As an investment banker struggles after losing his wife in a tragic car crash, his increasingly confessional series of letters to a vending machine company catch the attention of a customer service rep with whom he forms an unlikely connection.
Col. Katherine Powell, a military officer in command of an operation to capture terrorists in Kenya, sees her mission escalate when a girl enters the kill zone triggering an international dispute over the implications of modern warfare.
When their new next-door neighbors turn out to be a sorority even more debaucherous than the fraternity previously living there, Mac and Kelly team with their former enemy, Teddy, to bring the girls down.
The only residents of young Nicholas's seaside town are women and boys. When he sees a dead body in the ocean one day, he begins to question his existence and surroundings. Why must he, and all the other boys, be hospitalised?
Davis (Jake Gyllenhaal), a successful investment banker, struggles after losing his wife in a tragic car crash. Despite pressure from his father-in-law, Phil (Chris Cooper), to pull it together, Davis continues to unravel. What starts as a complaint letter to a vending machine company turns into a series of letters revealing startling personal admissions. Davis' letters catch the attention of customer service rep, Karen (Naomi Watts), and, amidst emotional and financial burdens of her own, the two form an unlikely connection. With the help of Karen and her son Chris (Judah Lewis), Davis starts to rebuild, beginning with the demolition of the life he once knew. Written by
The screenplay for this film was featured in the 2007 Blacklist; a list of the "most liked" unmade scripts of the year. See more »
Dear Champion Vending Company: I put five quarters in your machine and proceeded to push B2, which should have given me peanut M&M's. Regrettably, it did not. I found this upsetting, as I was very hungry, and also my wife had died ten minutes earlier.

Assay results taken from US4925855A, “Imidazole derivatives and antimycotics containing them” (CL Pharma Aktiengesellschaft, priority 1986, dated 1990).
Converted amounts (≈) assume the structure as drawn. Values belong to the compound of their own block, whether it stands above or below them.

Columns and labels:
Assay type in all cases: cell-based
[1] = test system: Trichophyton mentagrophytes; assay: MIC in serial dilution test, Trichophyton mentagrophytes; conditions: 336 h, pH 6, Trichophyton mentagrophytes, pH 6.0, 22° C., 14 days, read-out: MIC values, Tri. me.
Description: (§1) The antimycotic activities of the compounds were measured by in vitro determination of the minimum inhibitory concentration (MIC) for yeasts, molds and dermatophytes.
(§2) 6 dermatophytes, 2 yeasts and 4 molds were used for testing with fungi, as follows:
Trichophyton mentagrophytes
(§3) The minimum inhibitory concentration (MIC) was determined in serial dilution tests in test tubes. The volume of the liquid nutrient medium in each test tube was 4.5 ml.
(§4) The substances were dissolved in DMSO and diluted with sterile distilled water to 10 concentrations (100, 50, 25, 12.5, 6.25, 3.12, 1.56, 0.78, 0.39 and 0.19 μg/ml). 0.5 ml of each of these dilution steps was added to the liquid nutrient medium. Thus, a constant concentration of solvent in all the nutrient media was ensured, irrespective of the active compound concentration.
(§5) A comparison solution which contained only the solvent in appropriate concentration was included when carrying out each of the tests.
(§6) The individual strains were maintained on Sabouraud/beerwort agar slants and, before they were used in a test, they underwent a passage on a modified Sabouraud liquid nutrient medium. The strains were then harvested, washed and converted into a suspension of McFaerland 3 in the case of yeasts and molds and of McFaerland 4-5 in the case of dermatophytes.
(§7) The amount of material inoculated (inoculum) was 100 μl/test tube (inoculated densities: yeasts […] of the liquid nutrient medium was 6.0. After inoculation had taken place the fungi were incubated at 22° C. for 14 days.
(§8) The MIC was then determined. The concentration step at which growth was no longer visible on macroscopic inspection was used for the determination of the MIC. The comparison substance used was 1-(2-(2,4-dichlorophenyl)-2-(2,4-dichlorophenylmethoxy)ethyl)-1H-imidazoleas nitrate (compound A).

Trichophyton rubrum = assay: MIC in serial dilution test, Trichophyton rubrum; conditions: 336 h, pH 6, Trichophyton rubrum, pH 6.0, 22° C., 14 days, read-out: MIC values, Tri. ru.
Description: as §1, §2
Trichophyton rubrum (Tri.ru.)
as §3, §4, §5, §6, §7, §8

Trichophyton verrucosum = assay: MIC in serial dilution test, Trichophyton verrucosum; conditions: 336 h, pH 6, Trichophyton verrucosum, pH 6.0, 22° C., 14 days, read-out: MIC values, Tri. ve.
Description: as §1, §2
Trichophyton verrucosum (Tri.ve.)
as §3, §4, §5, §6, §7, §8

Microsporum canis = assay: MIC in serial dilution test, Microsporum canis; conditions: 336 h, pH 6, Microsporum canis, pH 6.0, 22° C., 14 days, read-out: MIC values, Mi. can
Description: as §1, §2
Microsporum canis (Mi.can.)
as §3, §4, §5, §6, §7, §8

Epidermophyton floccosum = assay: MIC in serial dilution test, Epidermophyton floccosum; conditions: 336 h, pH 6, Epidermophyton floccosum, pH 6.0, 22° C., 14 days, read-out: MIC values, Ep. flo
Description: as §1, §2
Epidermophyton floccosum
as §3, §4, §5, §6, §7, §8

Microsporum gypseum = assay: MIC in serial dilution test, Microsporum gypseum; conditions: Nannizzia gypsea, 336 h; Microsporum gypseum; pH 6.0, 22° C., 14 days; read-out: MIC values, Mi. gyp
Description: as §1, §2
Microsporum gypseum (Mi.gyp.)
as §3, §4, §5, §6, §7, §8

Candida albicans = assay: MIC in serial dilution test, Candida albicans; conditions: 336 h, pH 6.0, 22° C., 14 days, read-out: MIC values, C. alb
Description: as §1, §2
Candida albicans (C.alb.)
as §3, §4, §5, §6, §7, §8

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I went to see this movie without really knowing its pitch or genre. Increasingly, I feel this is the best way to enjoy a feature film, as trailers reveal more and more of the story, going as far as basically spoiling major plot points and leaving nothing to the imagination. A movie trailer should reveal as little as possible but still tease your interest. Good trailers are works of art in their own right : they have their own story and may even use footage that won't appear in the finished movie.
Anyway, all I knew about "Demolition" was that it tells the story of a guy who has to cope with the loss of his wife and, because of that title, I supposed that he was going to loose his mind and that his life was slowly going to spiral out of control. Kind of like 1993's "Falling Down" with Michael Douglas.
While it is true that there is a fair bit of demolition (literally) and quirkiness involved, ultimately this movie is about a man deconstructing his life, demolishing his prejudices in order to find his true self. Once again, Gyllenhaal truly inhabits his character and delivers a remarkable performance, almost as good as his Oscar-worthy role in "Nightcrawler" (which was inexplicably snubbed by the Academy). Gyllenhaal is slowly becoming one of the most talented actors in Hollywood these days! Although the rest of the cast is quite good -- especially the young Judah Lewis -- I'm not sure this film would have worked without him.
All in all, a strange yet interesting film. 7 out of 10.
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